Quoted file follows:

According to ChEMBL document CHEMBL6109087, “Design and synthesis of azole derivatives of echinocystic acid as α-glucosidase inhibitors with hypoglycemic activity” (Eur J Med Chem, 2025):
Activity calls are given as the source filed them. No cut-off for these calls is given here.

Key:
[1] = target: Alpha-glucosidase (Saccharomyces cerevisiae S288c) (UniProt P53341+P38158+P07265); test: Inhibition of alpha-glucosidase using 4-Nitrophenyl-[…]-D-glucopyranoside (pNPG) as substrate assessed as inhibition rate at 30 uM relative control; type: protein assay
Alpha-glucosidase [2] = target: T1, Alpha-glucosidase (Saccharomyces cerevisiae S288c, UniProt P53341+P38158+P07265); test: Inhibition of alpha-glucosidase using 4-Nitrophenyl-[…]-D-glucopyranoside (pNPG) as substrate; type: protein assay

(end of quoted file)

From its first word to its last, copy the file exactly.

According to ChEMBL document CHEMBL6109087, “Design and synthesis of azole derivatives of echinocystic acid as α-glucosidase inhibitors with hypoglycemic activity” (Eur J Med Chem, 2025):
Activity calls are given as the source filed them. No cut-off for these calls is given here.

Key:
[1] = target: Alpha-glucosidase (Saccharomyces cerevisiae S288c) (UniProt P53341+P38158+P07265); test: Inhibition of alpha-glucosidase using 4-Nitrophenyl-[…]-D-glucopyranoside (pNPG) as substrate assessed as inhibition rate at 30 uM relative control; type: protein assay
Alpha-glucosidase [2] = target: T1, Alpha-glucosidase (Saccharomyces cerevisiae S288c, UniProt P53341+P38158+P07265); test: Inhibition of alpha-glucosidase using 4-Nitrophenyl-[…]-D-glucopyranoside (pNPG) as substrate; type: protein assay